Ford and SunPower offer a rooftop solar system that will allow Focus Electric owners and other electric car drivers to “Drive Green for Life” by providing customers with enough clean, renewable energy to offset the electricity used to charge the vehicle. The SunPower rooftop solar system will be compatible with the C-MAX Energi plug-in hybrid electric vehicle Ford is rolling out in 2012. This pre-configured solution makes solar charging easy for new customers.
Musicians United for Safe Energy (MUSE) to enhance fundraising efforts for disaster relief in Japan and for organizations worldwide promoting safe, non-nuclear energy, is performing a concert with internet access that includes Crosby, Stills & Nash, Jackson Browne, Bonnie Raitt, Jason Mraz, The Doobie Brothers, Tom Morello, John Hall, Kitaro, Jonathan Wilson, Sweet Honey in the Rock. Within the next three decades, all the of our global energy demands can be achieved with zero coal and nuclear power as we replace massive waste with intelligent energy management, replace darkness with energy-efficient lighting, and replace mercury and nuclear poisoning of our children with the power of the sun and the wind.
It takes a lot of electricity to run Dow Jones, one of the world’s largest publishers and information providers. Dow Jones is now generating 3.6 MW of its own electricity with Solaire Generation Solar Parking Canopies. The Arizona VA Hospital is installing 2.9 MW of solar panels from Kyocera and REC Group covering several parking lots. Live from Intersolar Conference.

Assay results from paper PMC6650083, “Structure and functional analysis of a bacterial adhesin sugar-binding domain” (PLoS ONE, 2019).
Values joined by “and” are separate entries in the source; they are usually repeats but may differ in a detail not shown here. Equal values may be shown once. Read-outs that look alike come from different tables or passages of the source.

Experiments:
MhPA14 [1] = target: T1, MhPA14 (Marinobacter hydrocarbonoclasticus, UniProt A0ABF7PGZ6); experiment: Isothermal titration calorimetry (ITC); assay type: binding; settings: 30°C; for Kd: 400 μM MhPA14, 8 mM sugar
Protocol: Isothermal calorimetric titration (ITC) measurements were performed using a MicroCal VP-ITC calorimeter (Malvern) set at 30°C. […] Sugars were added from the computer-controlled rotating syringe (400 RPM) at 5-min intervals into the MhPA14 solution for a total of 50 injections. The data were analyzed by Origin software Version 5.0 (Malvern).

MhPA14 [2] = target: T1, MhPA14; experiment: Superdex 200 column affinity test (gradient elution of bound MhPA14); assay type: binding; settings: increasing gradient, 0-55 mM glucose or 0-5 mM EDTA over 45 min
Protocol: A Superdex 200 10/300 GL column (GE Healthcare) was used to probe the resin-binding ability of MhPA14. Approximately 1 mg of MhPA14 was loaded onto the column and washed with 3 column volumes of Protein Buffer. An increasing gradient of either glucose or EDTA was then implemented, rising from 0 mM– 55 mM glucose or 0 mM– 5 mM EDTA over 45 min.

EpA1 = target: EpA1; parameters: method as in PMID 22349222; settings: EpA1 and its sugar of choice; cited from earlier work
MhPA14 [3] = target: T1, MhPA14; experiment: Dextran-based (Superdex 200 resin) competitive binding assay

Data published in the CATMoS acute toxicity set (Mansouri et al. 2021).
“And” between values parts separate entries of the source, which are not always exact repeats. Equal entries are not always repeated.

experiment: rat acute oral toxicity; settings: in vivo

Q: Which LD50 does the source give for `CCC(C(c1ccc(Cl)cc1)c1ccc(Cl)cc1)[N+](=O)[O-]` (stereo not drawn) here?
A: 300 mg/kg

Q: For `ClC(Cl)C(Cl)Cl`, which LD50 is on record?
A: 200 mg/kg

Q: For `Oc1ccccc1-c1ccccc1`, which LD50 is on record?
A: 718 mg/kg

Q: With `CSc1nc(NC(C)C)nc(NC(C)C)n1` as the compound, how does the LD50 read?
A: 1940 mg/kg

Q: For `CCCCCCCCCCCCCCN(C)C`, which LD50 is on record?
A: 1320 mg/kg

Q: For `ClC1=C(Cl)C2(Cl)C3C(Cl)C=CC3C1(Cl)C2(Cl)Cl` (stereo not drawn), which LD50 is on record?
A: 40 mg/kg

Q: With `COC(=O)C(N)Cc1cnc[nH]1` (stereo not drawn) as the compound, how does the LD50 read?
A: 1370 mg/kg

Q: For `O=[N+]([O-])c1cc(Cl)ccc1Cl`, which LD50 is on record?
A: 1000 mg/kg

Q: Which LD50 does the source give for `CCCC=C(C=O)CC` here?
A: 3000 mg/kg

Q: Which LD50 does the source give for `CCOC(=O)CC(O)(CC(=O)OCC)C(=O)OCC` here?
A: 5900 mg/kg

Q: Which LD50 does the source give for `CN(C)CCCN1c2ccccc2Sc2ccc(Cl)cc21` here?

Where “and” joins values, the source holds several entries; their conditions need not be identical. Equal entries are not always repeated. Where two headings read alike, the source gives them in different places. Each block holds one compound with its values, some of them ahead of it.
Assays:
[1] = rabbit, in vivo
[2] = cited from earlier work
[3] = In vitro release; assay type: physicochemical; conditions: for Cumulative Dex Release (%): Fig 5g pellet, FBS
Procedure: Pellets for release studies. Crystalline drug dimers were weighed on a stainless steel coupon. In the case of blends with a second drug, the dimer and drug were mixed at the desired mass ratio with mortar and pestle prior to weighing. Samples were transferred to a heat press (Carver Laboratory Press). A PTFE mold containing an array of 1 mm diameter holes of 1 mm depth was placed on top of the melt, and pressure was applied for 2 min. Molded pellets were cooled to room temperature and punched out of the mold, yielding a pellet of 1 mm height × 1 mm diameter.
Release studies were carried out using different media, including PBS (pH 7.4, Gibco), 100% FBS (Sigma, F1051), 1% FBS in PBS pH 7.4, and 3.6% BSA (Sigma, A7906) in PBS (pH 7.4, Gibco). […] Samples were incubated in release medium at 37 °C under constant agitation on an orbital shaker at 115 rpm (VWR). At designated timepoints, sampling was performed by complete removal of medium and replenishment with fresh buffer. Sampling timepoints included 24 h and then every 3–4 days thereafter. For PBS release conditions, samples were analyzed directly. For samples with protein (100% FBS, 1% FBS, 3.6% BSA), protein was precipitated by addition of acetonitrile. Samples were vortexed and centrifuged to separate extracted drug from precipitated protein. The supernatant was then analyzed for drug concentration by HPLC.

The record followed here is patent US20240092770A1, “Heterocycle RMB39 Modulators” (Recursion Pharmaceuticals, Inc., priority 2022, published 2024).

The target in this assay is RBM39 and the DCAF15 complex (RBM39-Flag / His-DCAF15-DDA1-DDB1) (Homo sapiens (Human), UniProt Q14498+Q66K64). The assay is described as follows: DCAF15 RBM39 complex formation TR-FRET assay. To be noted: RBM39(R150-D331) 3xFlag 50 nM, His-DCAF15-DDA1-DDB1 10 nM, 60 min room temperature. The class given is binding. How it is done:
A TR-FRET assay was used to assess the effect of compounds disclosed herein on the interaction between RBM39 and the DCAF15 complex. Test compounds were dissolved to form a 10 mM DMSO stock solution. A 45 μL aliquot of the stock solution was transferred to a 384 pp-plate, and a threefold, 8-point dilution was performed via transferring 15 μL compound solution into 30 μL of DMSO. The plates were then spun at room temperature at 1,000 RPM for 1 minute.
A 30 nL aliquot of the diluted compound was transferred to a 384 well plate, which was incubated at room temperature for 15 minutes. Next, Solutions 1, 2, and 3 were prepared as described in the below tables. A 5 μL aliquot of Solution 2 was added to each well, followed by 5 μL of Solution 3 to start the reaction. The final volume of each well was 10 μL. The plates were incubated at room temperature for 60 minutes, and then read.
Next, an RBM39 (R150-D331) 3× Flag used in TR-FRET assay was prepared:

Germany is going to make it to the age of renewables and will be ending its use of nuclear power in 10 years. The last nuclear plant will close in 2022; 7 are already closed. Energy efficiency programs will reduce electricity from primary energy sources by 50 percent by 2050. Solar, wind, and other renewables will meet 35% of Germany’s needs by 2020.
Renault has received orders for 100,000 of its Renault Fluence Z.E. electric car from Better Place. These electric vehicles are zero emission from battery to wheels, but each car does contribute to tons of CO2 emission over its lifetime. With a stunning 55 MW Trina Solar parking structure, Renault will cut CO2 emissions by 30,000 tons a year.
The cleanest solutions to global warming, air pollution and energy security are wind, water, and solar power (WWS). As Dr. Mark Jacobson walks me through the numbers of his, Dr. Mark Delucchi, and their teams’ multi-year study, the renewable energy solution stands out as the clear winner. Wind power has been doubling in capacity about every three years. It’s now over 200 GW; in 3 years it will be over 400 GW. 36 U.S. states generate enough wind power to replace one or more coal or nuclear power plants.
In this decade, installed solar will drop to half its current cost. Such cost reductions will take more than lower costs of silicon panels and thin-film. Process, policy, right size, right place, interconnects, hybrid systems, and market solutions are now key for cost reduction. With progress in these 14 areas solar costs will approach grid parity in more locations.